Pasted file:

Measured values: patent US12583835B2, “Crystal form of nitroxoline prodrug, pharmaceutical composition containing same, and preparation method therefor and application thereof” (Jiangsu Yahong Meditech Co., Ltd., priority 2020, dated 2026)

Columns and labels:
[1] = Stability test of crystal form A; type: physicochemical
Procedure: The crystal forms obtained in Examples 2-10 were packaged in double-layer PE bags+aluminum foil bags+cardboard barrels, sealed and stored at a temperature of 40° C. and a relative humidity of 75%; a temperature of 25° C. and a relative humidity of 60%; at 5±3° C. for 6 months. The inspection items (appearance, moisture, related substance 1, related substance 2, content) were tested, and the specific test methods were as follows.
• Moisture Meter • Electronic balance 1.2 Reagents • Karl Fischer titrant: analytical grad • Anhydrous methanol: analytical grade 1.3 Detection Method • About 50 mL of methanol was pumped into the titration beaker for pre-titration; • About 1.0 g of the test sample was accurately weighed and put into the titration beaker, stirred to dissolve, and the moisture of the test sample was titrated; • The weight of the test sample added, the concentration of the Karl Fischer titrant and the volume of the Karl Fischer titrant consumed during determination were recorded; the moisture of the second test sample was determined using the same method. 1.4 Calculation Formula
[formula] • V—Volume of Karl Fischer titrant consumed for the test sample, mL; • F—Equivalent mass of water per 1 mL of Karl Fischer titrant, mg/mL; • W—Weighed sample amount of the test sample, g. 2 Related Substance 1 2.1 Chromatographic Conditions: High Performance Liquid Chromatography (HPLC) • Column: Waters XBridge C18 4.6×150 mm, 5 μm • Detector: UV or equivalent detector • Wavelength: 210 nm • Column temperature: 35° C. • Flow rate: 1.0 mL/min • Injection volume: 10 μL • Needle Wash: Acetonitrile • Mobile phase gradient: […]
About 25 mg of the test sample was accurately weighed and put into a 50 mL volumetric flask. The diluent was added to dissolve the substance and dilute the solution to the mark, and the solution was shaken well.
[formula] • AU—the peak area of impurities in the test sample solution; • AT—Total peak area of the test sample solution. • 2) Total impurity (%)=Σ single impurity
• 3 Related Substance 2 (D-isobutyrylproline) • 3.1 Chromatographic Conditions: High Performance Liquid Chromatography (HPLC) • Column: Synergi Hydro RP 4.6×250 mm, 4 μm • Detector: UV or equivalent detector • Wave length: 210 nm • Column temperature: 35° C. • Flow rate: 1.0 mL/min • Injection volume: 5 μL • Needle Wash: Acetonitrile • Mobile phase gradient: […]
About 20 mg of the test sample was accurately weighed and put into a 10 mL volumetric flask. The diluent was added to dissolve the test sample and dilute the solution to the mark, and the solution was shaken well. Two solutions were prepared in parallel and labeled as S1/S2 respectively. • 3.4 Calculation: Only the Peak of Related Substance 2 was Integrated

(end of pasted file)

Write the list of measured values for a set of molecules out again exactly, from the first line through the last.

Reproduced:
Measured values: patent US12583835B2, “Crystal form of nitroxoline prodrug, pharmaceutical composition containing same, and preparation method therefor and application thereof” (Jiangsu Yahong Meditech Co., Ltd., priority 2020, dated 2026)

Columns and labels:
[1] = Stability test of crystal form A; type: physicochemical
Procedure: The crystal forms obtained in Examples 2-10 were packaged in double-layer PE bags+aluminum foil bags+cardboard barrels, sealed and stored at a temperature of 40° C. and a relative humidity of 75%; a temperature of 25° C. and a relative humidity of 60%; at 5±3° C. for 6 months. The inspection items (appearance, moisture, related substance 1, related substance 2, content) were tested, and the specific test methods were as follows.
• Moisture Meter • Electronic balance 1.2 Reagents • Karl Fischer titrant: analytical grad • Anhydrous methanol: analytical grade 1.3 Detection Method • About 50 mL of methanol was pumped into the titration beaker for pre-titration; • About 1.0 g of the test sample was accurately weighed and put into the titration beaker, stirred to dissolve, and the moisture of the test sample was titrated; • The weight of the test sample added, the concentration of the Karl Fischer titrant and the volume of the Karl Fischer titrant consumed during determination were recorded; the moisture of the second test sample was determined using the same method. 1.4 Calculation Formula
[formula] • V—Volume of Karl Fischer titrant consumed for the test sample, mL; • F—Equivalent mass of water per 1 mL of Karl Fischer titrant, mg/mL; • W—Weighed sample amount of the test sample, g. 2 Related Substance 1 2.1 Chromatographic Conditions: High Performance Liquid Chromatography (HPLC) • Column: Waters XBridge C18 4.6×150 mm, 5 μm • Detector: UV or equivalent detector • Wavelength: 210 nm • Column temperature: 35° C. • Flow rate: 1.0 mL/min • Injection volume: 10 μL • Needle Wash: Acetonitrile • Mobile phase gradient: […]
About 25 mg of the test sample was accurately weighed and put into a 50 mL volumetric flask. The diluent was added to dissolve the substance and dilute the solution to the mark, and the solution was shaken well.
[formula] • AU—the peak area of impurities in the test sample solution; • AT—Total peak area of the test sample solution. • 2) Total impurity (%)=Σ single impurity
• 3 Related Substance 2 (D-isobutyrylproline) • 3.1 Chromatographic Conditions: High Performance Liquid Chromatography (HPLC) • Column: Synergi Hydro RP 4.6×250 mm, 4 μm • Detector: UV or equivalent detector • Wave length: 210 nm • Column temperature: 35° C. • Flow rate: 1.0 mL/min • Injection volume: 5 μL • Needle Wash: Acetonitrile • Mobile phase gradient: […]
About 20 mg of the test sample was accurately weighed and put into a 10 mL volumetric flask. The diluent was added to dissolve the test sample and dilute the solution to the mark, and the solution was shaken well. Two solutions were prepared in parallel and labeled as S1/S2 respectively. • 3.4 Calculation: Only the Peak of Related Substance 2 was Integrated